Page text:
by Dale Budenski and Cynthia Montstream
Larger and/or heavier cables affect such issues as conduit fill and bend radius.
Widespread adoption of 10-Gigabit Ethernet (10-GbE) is gaining momentum in data centers and as backbone applications, so it is critical that the design and installation of any structured cabling system takes into account the application’s unique requirements. Every aspect of structured cabling system pathways must be designed to ensure the highest channel performance. Yet today’s familiar pathways and installation methods may not be adequate for new cable technologies that accommodate 10-GbE.
The effects of larger and heavier cables needed to support 10-Gigabit Ethernet are felt building-wide, from the entrance facility through the telecommunications rooms, pathways and spaces, all the way to the work area.
The Telecommunications Industry Association (TIA; www.tiaonline.org) has yet to update the TIA/EIA-569-B standard to address the larger cable needed to support 10-GbE. Factors to consider include the larger diameter of the cable, additional bend radius required, and increased weight of cables, such as Augmented Category 6 UTP (Category 6A) and shielded cables (Category 6 FTP, Category 7 STP). These requirements differ significantly from those of older cable designs and have a direct bearing on the performance of a 10-GbE system.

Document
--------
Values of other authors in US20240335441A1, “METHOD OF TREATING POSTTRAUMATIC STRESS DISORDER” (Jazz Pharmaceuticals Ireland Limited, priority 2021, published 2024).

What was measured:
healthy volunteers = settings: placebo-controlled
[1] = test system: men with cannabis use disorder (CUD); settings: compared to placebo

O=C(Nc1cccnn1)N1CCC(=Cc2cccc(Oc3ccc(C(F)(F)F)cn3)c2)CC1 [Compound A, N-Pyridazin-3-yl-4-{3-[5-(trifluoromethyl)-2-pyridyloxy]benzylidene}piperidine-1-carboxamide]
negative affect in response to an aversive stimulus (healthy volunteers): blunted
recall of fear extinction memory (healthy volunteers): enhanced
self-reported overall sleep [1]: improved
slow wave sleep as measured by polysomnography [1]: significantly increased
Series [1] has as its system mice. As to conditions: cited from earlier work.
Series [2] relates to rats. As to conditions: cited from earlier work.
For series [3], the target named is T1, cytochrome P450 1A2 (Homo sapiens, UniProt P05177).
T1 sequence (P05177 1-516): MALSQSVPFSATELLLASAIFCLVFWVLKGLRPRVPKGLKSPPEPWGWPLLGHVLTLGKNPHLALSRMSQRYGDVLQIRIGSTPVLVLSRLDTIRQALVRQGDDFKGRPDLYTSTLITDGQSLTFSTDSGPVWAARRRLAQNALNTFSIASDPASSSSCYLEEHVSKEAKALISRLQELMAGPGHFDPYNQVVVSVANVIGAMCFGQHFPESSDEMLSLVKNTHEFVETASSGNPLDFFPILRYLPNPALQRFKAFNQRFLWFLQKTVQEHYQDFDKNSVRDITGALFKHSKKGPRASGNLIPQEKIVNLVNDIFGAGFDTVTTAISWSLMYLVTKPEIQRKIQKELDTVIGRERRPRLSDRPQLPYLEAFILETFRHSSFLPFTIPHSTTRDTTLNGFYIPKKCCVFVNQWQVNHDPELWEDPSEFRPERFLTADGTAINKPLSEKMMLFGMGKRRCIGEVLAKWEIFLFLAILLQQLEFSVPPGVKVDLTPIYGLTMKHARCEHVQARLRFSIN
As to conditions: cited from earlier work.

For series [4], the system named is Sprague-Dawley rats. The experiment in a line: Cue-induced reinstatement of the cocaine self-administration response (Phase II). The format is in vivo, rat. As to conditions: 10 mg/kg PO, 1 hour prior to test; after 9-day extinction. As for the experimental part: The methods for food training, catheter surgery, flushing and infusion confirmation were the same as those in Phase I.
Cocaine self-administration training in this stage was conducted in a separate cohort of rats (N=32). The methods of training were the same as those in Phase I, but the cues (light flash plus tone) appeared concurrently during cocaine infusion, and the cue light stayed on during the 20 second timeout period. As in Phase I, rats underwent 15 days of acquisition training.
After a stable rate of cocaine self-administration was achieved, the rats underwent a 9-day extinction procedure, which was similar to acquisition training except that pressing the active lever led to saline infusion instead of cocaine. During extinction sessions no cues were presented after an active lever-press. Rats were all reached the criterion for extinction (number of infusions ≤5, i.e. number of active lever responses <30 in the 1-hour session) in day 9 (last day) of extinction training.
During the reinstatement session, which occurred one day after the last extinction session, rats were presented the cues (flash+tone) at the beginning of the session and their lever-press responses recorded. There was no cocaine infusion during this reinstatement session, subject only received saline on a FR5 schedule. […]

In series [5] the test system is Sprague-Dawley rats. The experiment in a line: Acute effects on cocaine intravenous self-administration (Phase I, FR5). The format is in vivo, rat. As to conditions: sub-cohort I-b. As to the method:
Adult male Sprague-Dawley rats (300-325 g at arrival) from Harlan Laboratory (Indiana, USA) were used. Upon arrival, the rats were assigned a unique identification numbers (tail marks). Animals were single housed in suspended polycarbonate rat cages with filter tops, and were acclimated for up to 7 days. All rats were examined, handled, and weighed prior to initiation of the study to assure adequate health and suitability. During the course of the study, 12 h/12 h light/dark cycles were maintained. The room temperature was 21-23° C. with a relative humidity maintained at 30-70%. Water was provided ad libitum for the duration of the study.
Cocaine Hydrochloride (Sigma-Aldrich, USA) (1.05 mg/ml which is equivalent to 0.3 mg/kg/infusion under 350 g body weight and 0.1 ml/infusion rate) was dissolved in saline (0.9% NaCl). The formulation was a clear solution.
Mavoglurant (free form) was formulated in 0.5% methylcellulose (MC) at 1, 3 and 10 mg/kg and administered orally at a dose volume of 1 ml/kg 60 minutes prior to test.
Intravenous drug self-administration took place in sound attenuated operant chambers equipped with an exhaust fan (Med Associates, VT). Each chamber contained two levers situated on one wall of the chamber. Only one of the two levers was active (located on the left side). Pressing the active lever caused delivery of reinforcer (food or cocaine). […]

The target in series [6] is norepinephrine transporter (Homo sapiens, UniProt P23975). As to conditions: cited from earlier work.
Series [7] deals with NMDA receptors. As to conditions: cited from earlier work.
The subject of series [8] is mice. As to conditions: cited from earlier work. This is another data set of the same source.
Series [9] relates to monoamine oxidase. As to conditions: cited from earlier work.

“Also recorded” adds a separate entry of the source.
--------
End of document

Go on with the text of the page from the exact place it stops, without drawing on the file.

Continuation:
There is no guarantee that Category 6 UTP cable will support 10-GbE transmission for a defined minimum distance. Instead, TIA developed a Telecommunications Systems Bulletin, TSB-155, which defines additional testing guidelines to qualify installed Category 6 UTP and its ability to support 10-GbE. Testing within the Institute of Electrical and Electronics Engineers (IEEE; www.ieee.org) has shown that most Category 6 UTP cables will not support 10-GbE beyond 55 meters, and many do not come close to 55 meters. Category 6A UTP cable is designed to support 10-GbE on a four-connector, 100-meter channel. To provide this higher level of performance-without adding shielding-the cable was redesigned to reduce the effects of alien crosstalk.
Alien crosstalk (electrical noise from other cables) has become the dominant noise source for 10-GbE because external noise cannot be controlled through digital signal processing (DSP) techniques. DSP techniques are only able to eliminate internal cable noise like near-end and far-end crosstalk; and echo cancellation techniques minimize the effect of return loss. The way to minimize alien crosstalk is to provide greater separation between cable pairs or by shielding pairs from neighboring cables.
Category 6A UTP cables have larger overall diameter that provides additional separation between twisted pairs within adjacent cables to reduce alien crosstalk. There are two shielded options that support 10-GbE: Category 6 FTP cables employ foil around all four pairs while Category 7 STP cables have a shield around each pair and an overall shield around all four pairs. The larger diameter and bend radius of these cabling options have a significant impact on the cabling pathway design.